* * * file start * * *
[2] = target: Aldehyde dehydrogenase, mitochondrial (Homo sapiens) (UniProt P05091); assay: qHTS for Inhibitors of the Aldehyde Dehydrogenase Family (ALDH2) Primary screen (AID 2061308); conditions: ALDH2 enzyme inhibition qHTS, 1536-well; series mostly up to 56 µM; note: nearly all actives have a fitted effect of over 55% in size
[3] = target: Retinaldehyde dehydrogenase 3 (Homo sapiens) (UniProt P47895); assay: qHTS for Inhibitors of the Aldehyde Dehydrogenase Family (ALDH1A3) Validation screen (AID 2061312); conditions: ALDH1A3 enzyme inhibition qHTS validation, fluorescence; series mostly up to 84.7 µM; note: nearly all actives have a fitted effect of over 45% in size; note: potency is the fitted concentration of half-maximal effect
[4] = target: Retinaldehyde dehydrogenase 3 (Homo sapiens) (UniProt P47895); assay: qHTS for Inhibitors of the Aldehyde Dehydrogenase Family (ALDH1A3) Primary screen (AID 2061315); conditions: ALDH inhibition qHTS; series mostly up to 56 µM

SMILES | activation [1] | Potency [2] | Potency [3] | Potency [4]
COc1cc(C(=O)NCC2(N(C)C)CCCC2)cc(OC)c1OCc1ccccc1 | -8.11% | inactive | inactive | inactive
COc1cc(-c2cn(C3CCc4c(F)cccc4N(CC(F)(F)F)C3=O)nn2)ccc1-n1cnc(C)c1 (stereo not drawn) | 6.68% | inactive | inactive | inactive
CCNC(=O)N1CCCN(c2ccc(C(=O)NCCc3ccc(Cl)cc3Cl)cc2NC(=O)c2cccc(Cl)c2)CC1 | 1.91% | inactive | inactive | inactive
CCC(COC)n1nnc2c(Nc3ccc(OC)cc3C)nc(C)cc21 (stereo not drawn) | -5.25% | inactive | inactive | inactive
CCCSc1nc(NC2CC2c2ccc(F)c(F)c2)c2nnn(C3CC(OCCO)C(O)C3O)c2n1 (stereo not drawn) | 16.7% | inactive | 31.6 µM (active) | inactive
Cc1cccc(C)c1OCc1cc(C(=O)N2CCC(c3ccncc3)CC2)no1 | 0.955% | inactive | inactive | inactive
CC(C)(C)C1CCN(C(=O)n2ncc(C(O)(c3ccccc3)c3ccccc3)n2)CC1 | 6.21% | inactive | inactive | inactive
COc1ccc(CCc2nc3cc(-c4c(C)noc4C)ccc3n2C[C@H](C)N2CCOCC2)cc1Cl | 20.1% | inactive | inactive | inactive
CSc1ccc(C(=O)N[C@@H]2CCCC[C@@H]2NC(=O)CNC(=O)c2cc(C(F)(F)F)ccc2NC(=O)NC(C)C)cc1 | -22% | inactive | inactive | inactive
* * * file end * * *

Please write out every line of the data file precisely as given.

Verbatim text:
[2] = target: Aldehyde dehydrogenase, mitochondrial (Homo sapiens) (UniProt P05091); assay: qHTS for Inhibitors of the Aldehyde Dehydrogenase Family (ALDH2) Primary screen (AID 2061308); conditions: ALDH2 enzyme inhibition qHTS, 1536-well; series mostly up to 56 µM; note: nearly all actives have a fitted effect of over 55% in size
[3] = target: Retinaldehyde dehydrogenase 3 (Homo sapiens) (UniProt P47895); assay: qHTS for Inhibitors of the Aldehyde Dehydrogenase Family (ALDH1A3) Validation screen (AID 2061312); conditions: ALDH1A3 enzyme inhibition qHTS validation, fluorescence; series mostly up to 84.7 µM; note: nearly all actives have a fitted effect of over 45% in size; note: potency is the fitted concentration of half-maximal effect
[4] = target: Retinaldehyde dehydrogenase 3 (Homo sapiens) (UniProt P47895); assay: qHTS for Inhibitors of the Aldehyde Dehydrogenase Family (ALDH1A3) Primary screen (AID 2061315); conditions: ALDH inhibition qHTS; series mostly up to 56 µM

SMILES | activation [1] | Potency [2] | Potency [3] | Potency [4]
COc1cc(C(=O)NCC2(N(C)C)CCCC2)cc(OC)c1OCc1ccccc1 | -8.11% | inactive | inactive | inactive
COc1cc(-c2cn(C3CCc4c(F)cccc4N(CC(F)(F)F)C3=O)nn2)ccc1-n1cnc(C)c1 (stereo not drawn) | 6.68% | inactive | inactive | inactive
CCNC(=O)N1CCCN(c2ccc(C(=O)NCCc3ccc(Cl)cc3Cl)cc2NC(=O)c2cccc(Cl)c2)CC1 | 1.91% | inactive | inactive | inactive
CCC(COC)n1nnc2c(Nc3ccc(OC)cc3C)nc(C)cc21 (stereo not drawn) | -5.25% | inactive | inactive | inactive
CCCSc1nc(NC2CC2c2ccc(F)c(F)c2)c2nnn(C3CC(OCCO)C(O)C3O)c2n1 (stereo not drawn) | 16.7% | inactive | 31.6 µM (active) | inactive
Cc1cccc(C)c1OCc1cc(C(=O)N2CCC(c3ccncc3)CC2)no1 | 0.955% | inactive | inactive | inactive
CC(C)(C)C1CCN(C(=O)n2ncc(C(O)(c3ccccc3)c3ccccc3)n2)CC1 | 6.21% | inactive | inactive | inactive
COc1ccc(CCc2nc3cc(-c4c(C)noc4C)ccc3n2C[C@H](C)N2CCOCC2)cc1Cl | 20.1% | inactive | inactive | inactive
CSc1ccc(C(=O)N[C@@H]2CCCC[C@@H]2NC(=O)CNC(=O)c2cc(C(F)(F)F)ccc2NC(=O)NC(C)C)cc1 | -22% | inactive | inactive | inactive